and simultaneously to each block, the speed of a CS imaging procedure can be further

    increased. Block CS experiments have been performed experimentally for the first

    time using the spinning disk to demonstrate its potential in CS THz imaging.

  • III

    Acknowledgments

    My PHD work and thesis were finished with help and support from many people who

    are acknowledged here. Mostly, I want to say thank you to my supervisor, Dr.

    Yaochun Shen. I deeply appreciate the valuable suggestions about my research he

    gave to me over the past few years. He has supported me with his knowledge and

    experience in his research area. I am grateful to Dr. Lu Gan who gave me many

    valuable ideas about my research and shared her knowledge about signal processing

    with me. It was really a great honor for me to work with her team in several projects. I

    would also like to thank Prof. Yi Huang for supporting me in my research.

    I am grateful to the Department of Electrical Engineering and Electronics for the

    support I received during my study. I would like to thank Dr Xu Zhu and Dr Harm

    Van Zalinge for their suggestions every year during annual presentation. Also, I

    would like to thank Mark Surman for supporting my experiments in Daresbury Lab.

    Finally, I would like to thank my family and all my friends who have supported me

    during these years.

  • IV

    Table of Contents Chapter 1 Introduction ................................................................................................ 1

    1.1. Motivation of the work................................................................................ 1

    1.2. Organization of the Thesis .......................................................................... 4

    Chapter 2 Background ................................................................................................ 6

    2.1. Terahertz imaging ........................................................................................ 6

    2.1.1. THz sources ...................................................................................... 6

    2.1.2. THz detectors .................................................................................. 12

    2.1.3. THz time domain spectroscopy (THz-TDS) ................................... 15

    2.1.4. THz time domain (pulsed) imaging (TPI) ...................................... 20

    2.1.5. Applications of THz imaging .......................................................... 25

    2.2. Compressed sensing .................................................................................. 28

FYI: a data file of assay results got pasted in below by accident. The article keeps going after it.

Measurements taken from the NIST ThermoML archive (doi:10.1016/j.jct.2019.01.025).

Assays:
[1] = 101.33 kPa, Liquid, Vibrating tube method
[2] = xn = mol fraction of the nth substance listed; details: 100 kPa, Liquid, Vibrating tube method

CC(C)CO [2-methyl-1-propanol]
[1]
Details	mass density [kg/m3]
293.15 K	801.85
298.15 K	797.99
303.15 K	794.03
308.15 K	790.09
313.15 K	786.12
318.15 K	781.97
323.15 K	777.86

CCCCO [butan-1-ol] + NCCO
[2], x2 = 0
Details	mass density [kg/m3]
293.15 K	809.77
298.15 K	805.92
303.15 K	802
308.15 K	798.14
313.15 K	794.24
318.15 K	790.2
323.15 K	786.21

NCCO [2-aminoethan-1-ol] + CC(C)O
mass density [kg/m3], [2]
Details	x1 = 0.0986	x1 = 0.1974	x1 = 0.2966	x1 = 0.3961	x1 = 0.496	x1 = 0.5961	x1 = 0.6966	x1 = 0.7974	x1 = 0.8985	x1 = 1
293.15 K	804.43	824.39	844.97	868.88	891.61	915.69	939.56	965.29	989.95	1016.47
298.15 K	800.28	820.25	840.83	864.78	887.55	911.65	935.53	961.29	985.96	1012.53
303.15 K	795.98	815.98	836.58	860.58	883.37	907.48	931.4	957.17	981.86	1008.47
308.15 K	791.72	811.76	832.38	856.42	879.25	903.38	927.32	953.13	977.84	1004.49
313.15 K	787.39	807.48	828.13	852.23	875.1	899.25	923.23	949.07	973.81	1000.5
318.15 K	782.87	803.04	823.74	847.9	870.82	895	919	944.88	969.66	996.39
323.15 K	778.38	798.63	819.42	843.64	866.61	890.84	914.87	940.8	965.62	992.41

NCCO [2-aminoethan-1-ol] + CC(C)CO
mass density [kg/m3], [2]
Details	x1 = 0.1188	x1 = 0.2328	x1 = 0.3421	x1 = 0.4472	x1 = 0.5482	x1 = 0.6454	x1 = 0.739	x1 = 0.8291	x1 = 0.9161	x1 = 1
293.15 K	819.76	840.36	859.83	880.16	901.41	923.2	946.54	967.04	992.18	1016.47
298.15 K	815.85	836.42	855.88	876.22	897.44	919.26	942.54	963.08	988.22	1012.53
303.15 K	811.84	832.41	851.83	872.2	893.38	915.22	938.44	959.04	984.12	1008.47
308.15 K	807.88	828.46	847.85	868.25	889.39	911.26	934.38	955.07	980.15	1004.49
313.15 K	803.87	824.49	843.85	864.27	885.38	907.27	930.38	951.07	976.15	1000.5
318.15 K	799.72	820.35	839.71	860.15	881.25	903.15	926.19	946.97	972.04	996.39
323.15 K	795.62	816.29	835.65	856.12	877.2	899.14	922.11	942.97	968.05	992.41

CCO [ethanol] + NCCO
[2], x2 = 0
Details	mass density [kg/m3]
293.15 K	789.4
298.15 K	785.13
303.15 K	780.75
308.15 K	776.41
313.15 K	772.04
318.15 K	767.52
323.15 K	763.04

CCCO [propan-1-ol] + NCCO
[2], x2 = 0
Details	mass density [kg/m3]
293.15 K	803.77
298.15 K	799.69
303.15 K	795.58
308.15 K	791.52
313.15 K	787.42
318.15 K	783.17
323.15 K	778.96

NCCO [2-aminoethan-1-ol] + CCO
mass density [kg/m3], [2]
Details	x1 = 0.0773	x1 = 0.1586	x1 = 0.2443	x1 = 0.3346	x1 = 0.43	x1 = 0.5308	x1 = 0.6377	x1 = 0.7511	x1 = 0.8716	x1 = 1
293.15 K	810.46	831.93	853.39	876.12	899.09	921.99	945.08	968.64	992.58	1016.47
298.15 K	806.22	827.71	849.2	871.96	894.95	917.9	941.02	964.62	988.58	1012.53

2.2.1. Background of CS: From Shannon-Nyquist Theorem to

    Compressed sensing ......................................................................... 29

    2.2.2. Sparse signal model ........................................................................ 31

    2.2.2.1. Sensing matrices …………....………………………….…32

    2.2.2.1.1. Sparsity basis…………………….…….………33

    2.2.2.1.2. Measurement matrix………...………………....33

    2.2.2.2. Signal recovery algorithms: Optimization problem of l0

    norm……..……………………………………………….35

    2.2.2.2.1. Linear solution: MMSE linear estimation…......36

    2.2.2.2.2. Non-linear solutions………………...…………37

    2.2.3. CS imaging applications ................................................................. 39

    Chapter 3 Fast experimental validation for CS imaging sampling operator design

    ................................................................................................................. 42

    3.1. Criteria of sampling operators (masks) design .......................................... 42

    3.2. Demonstrations of sampling operator (masks) design criteria by using on

    screen based CS imaging set up................................................................ 45

    3.2.1. Experimental set up ........................................................................ 45

    3.2.2. Random Bernoulli masks: sampling rate, resolution and image

    quality .............................................................................................. 46

    3.2.3. Optimized masks: better performance in sampling rate ................. 48

    3.2.4. Random masks chain: easier physical implementation .................. 51

    3.2.5. High definition masks ..................................................................... 53

    3.3. Projector based CS imaging set up............................................................ 58

    3.3.1. Experimental set up ........................................................................ 58